EMA’s Committee for Advanced Therapies (CAT) is advising patients and the general public against using unregulated cell-based therapies which may not be safe or effective.
The CAT’s advice is in response to individuals, companies and hospitals promoting unproven cell-based therapies as cures for a broad range of conditions including cancer, cardiovascular diseases, autism,
cerebral palsy, muscular dystrophy and vision loss.
These treatments can pose serious risks to patients for little or no benefit.
Patients using unproven or unregulated cell-based therapies have reportedly suffered serious, sometimes fatal, side effects including infections, unwanted immune reactions, tumour formation, loss
of vision and bleeding in the brain.
Cell-based therapies are treatments using cells from the patient or a donor. The use of blood and cells for transplantation is a well-established medical practice. However, if cells are not used for the same essential function in the recipient as in the donor or if they are being substantially manipulated, they are not considered transplants and their safety and benefits cannot be assumed.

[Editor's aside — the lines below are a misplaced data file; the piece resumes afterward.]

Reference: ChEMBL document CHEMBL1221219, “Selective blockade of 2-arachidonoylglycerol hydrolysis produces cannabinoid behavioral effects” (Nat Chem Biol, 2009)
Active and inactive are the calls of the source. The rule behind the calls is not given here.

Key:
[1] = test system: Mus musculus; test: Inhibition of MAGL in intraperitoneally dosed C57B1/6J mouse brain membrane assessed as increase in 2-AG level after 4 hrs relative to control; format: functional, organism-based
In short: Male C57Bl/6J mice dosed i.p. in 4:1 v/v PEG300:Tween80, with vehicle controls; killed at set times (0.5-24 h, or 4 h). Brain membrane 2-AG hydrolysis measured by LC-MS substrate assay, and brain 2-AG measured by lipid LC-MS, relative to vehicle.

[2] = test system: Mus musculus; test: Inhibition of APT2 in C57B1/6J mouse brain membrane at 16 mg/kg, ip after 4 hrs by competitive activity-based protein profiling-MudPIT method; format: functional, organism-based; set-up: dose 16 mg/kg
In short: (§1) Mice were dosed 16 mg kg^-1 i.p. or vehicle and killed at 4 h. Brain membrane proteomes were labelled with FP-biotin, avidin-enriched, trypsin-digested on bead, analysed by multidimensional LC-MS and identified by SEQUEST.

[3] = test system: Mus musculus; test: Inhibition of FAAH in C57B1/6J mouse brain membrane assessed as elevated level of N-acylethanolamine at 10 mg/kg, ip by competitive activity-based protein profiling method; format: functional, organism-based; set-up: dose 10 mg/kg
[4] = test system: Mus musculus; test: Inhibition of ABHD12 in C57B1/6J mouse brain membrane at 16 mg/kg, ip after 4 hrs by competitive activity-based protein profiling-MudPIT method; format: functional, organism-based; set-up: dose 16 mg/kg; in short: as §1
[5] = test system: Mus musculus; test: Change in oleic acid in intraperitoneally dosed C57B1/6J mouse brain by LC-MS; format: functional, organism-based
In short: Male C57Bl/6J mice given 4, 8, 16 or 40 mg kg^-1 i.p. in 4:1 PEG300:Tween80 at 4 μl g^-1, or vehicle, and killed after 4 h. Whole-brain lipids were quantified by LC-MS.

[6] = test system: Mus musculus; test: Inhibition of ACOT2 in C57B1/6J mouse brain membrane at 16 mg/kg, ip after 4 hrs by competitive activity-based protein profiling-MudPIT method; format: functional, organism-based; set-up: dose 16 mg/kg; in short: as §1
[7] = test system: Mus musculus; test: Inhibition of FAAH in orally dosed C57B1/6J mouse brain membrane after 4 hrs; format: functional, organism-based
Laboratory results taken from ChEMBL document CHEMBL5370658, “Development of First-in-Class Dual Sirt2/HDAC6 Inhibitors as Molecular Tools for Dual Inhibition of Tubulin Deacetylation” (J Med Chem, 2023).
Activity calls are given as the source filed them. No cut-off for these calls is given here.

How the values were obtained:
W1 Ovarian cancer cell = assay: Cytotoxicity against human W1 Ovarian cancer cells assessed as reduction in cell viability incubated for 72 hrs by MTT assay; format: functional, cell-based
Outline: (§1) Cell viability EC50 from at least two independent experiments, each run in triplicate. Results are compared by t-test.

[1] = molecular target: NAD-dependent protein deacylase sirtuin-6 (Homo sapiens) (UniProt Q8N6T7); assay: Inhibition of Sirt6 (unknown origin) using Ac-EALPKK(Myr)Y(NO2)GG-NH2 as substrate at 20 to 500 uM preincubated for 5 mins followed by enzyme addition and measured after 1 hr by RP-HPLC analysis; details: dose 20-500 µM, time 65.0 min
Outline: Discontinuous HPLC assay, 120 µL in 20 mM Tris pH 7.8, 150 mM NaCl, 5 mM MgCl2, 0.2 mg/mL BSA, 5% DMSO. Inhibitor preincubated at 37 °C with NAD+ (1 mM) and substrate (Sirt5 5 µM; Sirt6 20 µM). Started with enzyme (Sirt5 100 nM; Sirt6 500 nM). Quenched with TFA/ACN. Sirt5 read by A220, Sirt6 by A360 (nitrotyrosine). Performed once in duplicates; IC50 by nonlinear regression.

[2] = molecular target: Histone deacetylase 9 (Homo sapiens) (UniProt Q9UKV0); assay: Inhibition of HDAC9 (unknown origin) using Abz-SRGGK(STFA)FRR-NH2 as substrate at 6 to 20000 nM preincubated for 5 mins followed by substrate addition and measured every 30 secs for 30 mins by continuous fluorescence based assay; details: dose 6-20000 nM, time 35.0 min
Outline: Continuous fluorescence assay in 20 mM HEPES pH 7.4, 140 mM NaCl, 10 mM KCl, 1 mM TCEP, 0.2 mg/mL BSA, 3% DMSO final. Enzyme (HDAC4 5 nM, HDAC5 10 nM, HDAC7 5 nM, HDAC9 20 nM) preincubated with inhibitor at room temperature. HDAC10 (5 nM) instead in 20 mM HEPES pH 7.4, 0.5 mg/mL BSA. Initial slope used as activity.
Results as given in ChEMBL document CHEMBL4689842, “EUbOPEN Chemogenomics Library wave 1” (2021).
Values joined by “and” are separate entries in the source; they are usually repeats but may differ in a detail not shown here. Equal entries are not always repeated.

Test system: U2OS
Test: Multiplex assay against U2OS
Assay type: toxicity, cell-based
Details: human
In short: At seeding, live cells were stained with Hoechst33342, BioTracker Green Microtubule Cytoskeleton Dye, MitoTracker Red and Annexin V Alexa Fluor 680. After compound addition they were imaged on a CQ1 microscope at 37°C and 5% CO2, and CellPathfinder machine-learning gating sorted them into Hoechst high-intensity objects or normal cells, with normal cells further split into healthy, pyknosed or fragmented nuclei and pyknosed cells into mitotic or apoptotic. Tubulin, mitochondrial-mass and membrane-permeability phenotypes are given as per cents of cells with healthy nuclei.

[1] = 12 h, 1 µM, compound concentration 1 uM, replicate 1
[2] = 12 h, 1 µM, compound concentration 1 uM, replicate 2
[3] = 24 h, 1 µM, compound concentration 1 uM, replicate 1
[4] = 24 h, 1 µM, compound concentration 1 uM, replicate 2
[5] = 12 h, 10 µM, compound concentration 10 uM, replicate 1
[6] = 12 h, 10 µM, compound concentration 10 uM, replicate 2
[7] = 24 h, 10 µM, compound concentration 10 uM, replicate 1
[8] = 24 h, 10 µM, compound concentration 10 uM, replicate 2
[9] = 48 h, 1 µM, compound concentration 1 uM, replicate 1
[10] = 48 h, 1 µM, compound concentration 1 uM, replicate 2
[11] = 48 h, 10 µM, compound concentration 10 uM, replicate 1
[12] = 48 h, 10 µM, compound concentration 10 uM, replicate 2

For this reason, such therapies are regulated in the EU as medicinal products. Rapidly evolving technology in the field of cell-based therapy brings exciting new opportunities for treating a range of diseases, including many currently considered incurable.
The CAT emphasises that for patients to benefit from the promise of cell-based therapies, well designed clinical trials on the safety and benefits of cell-based therapies are essential. Such trials are not only necessary for understanding the safety and benefits of innovative therapies, they also protect the safety, dignity and rights of patients.
Well-designed clinical trials also keep patients informed about the potential benefits and risks of the treatments and can be used to support authorisation in the EU, which will ultimately benefit more patients.
When evaluating the data arising from clinical trials of cell-based medicines, the CAT also checks that
the quality of these products is properly controlled. Once the products are authorised in the EU, EMA and national medicines authorities monitor their safety continuously and share information to enable them take rapid EU-wide decisions to protect patient’s health.
Circumventing the marketing and clinical trial authorisation procedures makes it difficult to understand and document the effects of cell-based therapies, thereby depriving future patients of access to potentially curative treatments.